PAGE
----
|Powerful Leader Takes Command of A Battered FDA: Irresistible Force Meet Immmovable Object|
Commentary by the Project on Government Oversight
Margaret Hamburg, long admired as a strong leader who has tackled and
solved public health problems that others shunned, was confirmed on May
18 as the new head of the U.S. Food and Drug Administration, an agency
For decades there has never been a quiet period when the American public could rest easy, able to count on the safety of products regulated by the FDA.
Whose fault? The obvious culprit is the FDA itself. The New York Times said in a January editorial that the FDA has been "justly pilloried for grievous flaws in its regulation of foods and drugs" and is "ready for a major overhaul."
But it's not that simple. Outside the FDA there are government officials who bear much of the blame. Members of Congress and policy‑makers in the White House have kept the FDA on a starvation budget for many years. In addition, some of them have put business interests ahead of the public interest and pressured the FDA to take risky shortcuts in approving medical products. Lobbyists and campaign contributors have benefited from their influence over the FDA. Clearly the FDA alone is not to blame for its present plight.
Dr. Hamburg, the new FDA Commissioner, has an outstanding record as an expert on public health and an administrator with political savvy. If anyone can fix the FDA, she and her new deputy, Joshua Sharfstein, may be the ones to do it.
Dr. Hamburg's views and activism fit well with those of the Obama administration. She is likely to have the administration's strong backing in most of what she wants to undertake. Furthermore, in the May 7 committee hearing on her confirmation, both Democratic and Republican senators expressed their strong support for her, and on May 18 the full Senate confirmed her as Commissioner by apparently unanimous voice vote. With this broad bipartisan support and through her own prowess, she will undoubtedly solve or mitigate some of the FDA's problems.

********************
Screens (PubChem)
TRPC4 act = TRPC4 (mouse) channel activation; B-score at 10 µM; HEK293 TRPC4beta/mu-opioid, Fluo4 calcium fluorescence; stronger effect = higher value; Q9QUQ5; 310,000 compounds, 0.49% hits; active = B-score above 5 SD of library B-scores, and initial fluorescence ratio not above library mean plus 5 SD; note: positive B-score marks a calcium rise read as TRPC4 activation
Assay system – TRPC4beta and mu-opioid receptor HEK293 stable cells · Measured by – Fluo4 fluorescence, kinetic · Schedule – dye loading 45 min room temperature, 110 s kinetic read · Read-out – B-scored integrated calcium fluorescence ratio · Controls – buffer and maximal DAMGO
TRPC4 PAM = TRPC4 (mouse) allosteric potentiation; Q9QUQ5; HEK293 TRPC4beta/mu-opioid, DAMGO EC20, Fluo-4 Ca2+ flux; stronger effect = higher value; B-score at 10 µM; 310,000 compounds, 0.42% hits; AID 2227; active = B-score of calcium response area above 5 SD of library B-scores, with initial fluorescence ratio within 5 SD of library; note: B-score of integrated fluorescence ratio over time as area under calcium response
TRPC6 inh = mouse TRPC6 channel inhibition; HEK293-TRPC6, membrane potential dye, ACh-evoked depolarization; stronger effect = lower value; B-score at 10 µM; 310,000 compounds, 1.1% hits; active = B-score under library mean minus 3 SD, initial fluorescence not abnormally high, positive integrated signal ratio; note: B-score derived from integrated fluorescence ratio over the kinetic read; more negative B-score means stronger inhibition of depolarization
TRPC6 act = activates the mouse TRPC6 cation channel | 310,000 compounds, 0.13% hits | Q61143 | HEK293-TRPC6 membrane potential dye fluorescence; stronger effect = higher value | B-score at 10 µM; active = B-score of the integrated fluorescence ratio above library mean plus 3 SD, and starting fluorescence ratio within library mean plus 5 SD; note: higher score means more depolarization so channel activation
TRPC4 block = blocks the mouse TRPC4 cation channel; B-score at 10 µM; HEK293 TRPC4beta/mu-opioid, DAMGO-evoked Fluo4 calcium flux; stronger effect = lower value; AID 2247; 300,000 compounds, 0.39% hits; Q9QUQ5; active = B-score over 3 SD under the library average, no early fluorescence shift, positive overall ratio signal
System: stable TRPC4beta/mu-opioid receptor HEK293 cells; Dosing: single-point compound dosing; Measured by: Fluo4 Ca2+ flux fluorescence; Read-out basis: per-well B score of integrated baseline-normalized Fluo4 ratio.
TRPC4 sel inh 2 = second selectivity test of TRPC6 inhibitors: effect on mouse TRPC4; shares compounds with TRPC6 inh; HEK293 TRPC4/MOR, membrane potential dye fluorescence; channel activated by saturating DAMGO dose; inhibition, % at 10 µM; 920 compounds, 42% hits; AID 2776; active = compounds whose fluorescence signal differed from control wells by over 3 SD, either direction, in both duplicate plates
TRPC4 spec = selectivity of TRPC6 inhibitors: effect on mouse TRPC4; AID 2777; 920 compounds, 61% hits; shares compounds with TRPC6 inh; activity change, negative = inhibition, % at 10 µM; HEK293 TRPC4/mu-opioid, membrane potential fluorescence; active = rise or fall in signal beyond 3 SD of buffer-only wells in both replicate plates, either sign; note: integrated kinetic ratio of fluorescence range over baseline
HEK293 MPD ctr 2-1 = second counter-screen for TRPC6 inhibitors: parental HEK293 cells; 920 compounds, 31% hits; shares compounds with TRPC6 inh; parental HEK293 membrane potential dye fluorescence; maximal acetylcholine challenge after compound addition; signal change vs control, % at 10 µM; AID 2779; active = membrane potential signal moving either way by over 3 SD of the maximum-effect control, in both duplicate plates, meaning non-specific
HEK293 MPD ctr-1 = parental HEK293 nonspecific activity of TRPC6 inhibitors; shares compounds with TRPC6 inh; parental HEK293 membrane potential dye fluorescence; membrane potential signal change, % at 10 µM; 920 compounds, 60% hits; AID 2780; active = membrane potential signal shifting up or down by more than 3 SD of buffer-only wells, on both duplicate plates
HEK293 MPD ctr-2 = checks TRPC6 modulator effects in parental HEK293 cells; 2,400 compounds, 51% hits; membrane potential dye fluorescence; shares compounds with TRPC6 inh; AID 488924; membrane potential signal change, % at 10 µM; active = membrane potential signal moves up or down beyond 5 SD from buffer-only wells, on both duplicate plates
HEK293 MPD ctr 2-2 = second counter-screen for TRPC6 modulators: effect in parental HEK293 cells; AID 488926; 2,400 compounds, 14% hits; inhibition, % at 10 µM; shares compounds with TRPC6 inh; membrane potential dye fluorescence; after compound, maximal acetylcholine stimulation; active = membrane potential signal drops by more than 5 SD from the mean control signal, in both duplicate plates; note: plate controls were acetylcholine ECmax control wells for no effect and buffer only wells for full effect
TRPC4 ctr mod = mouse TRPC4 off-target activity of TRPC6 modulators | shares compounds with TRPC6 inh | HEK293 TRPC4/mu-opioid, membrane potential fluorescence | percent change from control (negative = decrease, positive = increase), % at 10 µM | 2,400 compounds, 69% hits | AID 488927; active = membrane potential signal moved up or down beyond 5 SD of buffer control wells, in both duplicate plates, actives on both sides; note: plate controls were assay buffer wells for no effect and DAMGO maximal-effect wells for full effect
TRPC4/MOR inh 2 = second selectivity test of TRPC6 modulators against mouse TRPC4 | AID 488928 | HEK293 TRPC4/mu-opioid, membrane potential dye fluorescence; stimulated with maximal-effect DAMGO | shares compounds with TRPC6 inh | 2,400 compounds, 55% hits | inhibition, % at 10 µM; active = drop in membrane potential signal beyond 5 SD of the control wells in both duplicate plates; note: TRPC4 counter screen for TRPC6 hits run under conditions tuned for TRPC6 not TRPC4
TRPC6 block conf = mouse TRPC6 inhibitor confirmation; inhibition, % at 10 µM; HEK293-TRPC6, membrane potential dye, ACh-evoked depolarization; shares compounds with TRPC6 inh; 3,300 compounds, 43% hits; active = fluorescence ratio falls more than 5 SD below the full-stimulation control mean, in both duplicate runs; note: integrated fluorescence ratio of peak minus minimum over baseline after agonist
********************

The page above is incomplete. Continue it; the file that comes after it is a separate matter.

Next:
However, Dr. Hamburg may be unable to overcome the FDA's most widely criticized shortcomings. We believe that lapses in food and drug safety - like those listed at the start of this article - will probably continue. The ability of the FDA to prevent these calamities is unlikely to improve much in the new few years.
There are several reasons for this pessimism.
A huge budget increase - a doubling or tripling in the next few years - is long overdue. Demands on the FDA's resources, especially on its overburdened scientific personnel, have been skyrocketing.
The FDA is unable to cope with the flood of imported food and drugs entering the U.S.. Inspectors can examine only a tiny fraction of these products, and inspections are often perfunctory. Some exporting countries can't possibly ensure the safety of the food and drugs they ship to the U.S. Poisonous heparin is one example of a product that should have been caught, either in China or the U.S., and kept off the market. More FDA inspectors are needed for the surveillance of imported and domestic products. More FDA resources are also needed to help educate and monitor countries, such as China, with weaker safeguards than ours for the food, drugs, and devices that they export to the U.S.
The FDA's total annual budget is about $2.3 billion. For comparison, the National Institutes of Health has a budget more than ten times as large. In February 2008 a panel of experts (a subcommittee of the FDA Science Board) recommended that the taxpayers' share of the FDA budget be raised from $1.5 billion in 2008 to $3.7 billion in 2013. Congress has granted increases since then, but not nearly as much as was recommended. The number of new personnel hired has also fallen short.
Moreover, the FDA depends in part on "user fees" of about $550 million annually. These are direct payments by manufacturers for certain services provided to them by the FDA. In return, the manufacturers count on special consideration, including faster approvals of drugs and devices. Often "faster" means "less careful" or "less independent." POGO believes that the FDA's approval process should be entirely a government responsibility and that its cost should be covered fully by the government. This seems unlikely to happen, and in fact the trend in user fees is upward.
Dr. Hamburg presumably knows what's needed to rescue the FDA from its desperate budgetary predicament. But her considerable powers of persuasion may not succeed when the White House prepares its FDA budget proposal for 2011. Afterwards, if there are episodes in which the public health is endangered by an unsafe food, drug, or device, Dr. Hamburg will probably be summoned by the Congress and asked to explain.
For years the Congress has failed to throw its weight behind the huge budget increases needed to strengthen the FDA's regulatory powers. At present most medications and medical devices pass fairly quickly through the FDA's complex, multi‑step approval process. Some of these products later cause harm to the public and are found to be defective.